SCOTCH PLAINS-FANWOOD: Gary draws national interest

SCOTCH PLAINS-FANWOOD: Gary draws national interest


SCOTCH PLAINS-FANWOOD: Gary draws national interest


Word of a hometown football phenom named Rashan Gary spread through Scotch Plains and Fanwood a couple of years before Gary was even in high school and not long after he began playing the sport.

Of course there was a reasonable concern he would never set foot in Scotch Plains-Fanwood High School. Maybe the 6-foot-5, 280-pound lineman would take a one-way ticket up the Garden State Parkway to Ramsey or Oradell, landing at Don Bosco Prep or Bergen Catholic. A kid with that much ability and promise couldn’t possibly remain true to his town’s public school, could he?

“All over, from all over, it happens, everybody,” said Gary, when asked how many out-of-area non-publics had interest in him. “I gave it some consideration (to leave town), but staying home was the better option for me.”

Yes, the high school that produced a world record holder in hurdler Renaldo Nehemiah, a longtime major-leaguer in Jeff Hammonds and a durable NFL player in Nathan Jones has a dynamic athlete to add to the list.

The sophomore nose guard/offensive tackle’s promise, ability and size is bringing a stream of coaches — 15 at last count — from all over the nation to visit with Raiders coach Jon Stack, also one of the youngster’s unofficial postmasters.

“Everyday after practice Coach Stack says to me, ‘Come on and get your mail,’ ” Gary said.

The amount of mail at home is so great that his mother Jennifer has hid some of it, Gary joked.

Formal offers have come from Rutgers, Alabama, Florida and Ohio State, Stack said, and many more are expected. His mother has been one very busy driver, taking him from Columbus, Ohio, to State College, Pa., to Storrs, Conn.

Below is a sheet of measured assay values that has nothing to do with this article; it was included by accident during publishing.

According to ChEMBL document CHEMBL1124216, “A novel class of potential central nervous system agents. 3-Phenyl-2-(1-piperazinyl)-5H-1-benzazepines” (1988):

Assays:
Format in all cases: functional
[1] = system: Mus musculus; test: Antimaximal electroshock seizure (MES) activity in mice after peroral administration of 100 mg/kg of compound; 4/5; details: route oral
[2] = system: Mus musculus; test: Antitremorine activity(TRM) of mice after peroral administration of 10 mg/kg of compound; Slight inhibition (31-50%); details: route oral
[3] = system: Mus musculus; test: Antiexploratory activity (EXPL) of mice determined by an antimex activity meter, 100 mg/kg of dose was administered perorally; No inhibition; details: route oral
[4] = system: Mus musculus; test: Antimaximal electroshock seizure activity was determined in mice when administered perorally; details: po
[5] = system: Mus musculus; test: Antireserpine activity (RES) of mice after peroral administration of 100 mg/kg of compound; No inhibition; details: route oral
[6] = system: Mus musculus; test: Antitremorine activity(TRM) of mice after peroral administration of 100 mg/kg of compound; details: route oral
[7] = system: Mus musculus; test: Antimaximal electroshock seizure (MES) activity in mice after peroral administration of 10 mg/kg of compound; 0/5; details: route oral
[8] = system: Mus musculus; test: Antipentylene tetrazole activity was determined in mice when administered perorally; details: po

His mother Jennifer even got her son to take a public speaking course to help with the countless interviews ahead. He did a radio interview with ESPN that he handled flawlessly, Stack said.

“My mom is the one who has kept me humble,” he said. “Even though you are getting all this attention, if you are not handling your business on the field, you are not handling it. I have to thank my mom for that thought.”

Since he was too heavy, Gary didn’t even play football until the seventh grade when he joined the Scotch Plains Police Athletic League team. As a freshman, he made 26 tackles with three sacks. He credits graduated linemen Anthony Tufaro, James Kaiser and Billy Castore for helping his development, which is apparently progressing very quickly.

“Everyday they made me practice especially hard because I was a freshman and I worked as hard as I could,” he said. “They made me better.”

Gary is a student of the game, saying that if there’s film to watch he’s there and if a coach is willing to run it again and again Gary will watch again and again.

“I’m just a lover of the game,” said Gary, who started for the junior varsity basketball team, also served the varsity players water. “I study it. I’m in the weight room. I just love it.”

In the spring, Gary showed more of his ability by winning the Union County shot put with a distance of more than 52-10¼ feet. That’s a distance freshmen can only fantasize about, but Gary wasn’t your ordinary freshman and he’s now not your ordinary sophomore.

Alabama assistant and offensive line coach Mario Cristabol, the former Rutgers assistant, recently visited Scotch Plains-Fanwood to meet with Stack and watch film of Gary. Cristobal told Stack he should expect to see Crimson Tide coach Nick Saban next year.

“Mario saw some film of Rashan and said he could probably step in and play for them right now,” Stack said. “He couldn’t get enough of watching his film.”

The youngster used the offseason to improve his overall game, improving his pass rush, using his hands and becoming better at stopping the run. When asked what position he likes better, Gary’s words were the kind coaches love.

“I’m just waiting to hit somebody and get the season going,” Gary said. “Let’s go.”


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